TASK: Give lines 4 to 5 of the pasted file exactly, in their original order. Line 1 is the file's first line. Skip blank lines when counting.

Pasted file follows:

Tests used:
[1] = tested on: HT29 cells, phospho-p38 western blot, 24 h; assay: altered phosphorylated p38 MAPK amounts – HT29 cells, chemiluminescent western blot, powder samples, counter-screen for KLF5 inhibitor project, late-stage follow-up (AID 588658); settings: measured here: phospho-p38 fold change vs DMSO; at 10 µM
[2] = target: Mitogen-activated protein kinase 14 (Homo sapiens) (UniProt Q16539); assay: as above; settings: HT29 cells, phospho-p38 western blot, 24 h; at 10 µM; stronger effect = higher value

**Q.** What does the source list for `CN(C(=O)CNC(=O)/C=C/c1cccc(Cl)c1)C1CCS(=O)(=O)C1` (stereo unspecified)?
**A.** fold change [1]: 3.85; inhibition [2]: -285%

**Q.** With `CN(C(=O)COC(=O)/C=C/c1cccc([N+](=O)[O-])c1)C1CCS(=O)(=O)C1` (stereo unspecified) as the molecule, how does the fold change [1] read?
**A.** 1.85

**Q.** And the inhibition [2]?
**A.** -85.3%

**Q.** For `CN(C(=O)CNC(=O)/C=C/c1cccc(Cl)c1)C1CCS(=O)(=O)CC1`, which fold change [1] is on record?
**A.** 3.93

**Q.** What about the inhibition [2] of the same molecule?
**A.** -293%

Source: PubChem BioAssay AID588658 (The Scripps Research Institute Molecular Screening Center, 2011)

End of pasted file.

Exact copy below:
**Q.** What does the source list for `CN(C(=O)CNC(=O)/C=C/c1cccc(Cl)c1)C1CCS(=O)(=O)C1` (stereo unspecified)?
**A.** fold change [1]: 3.85; inhibition [2]: -285%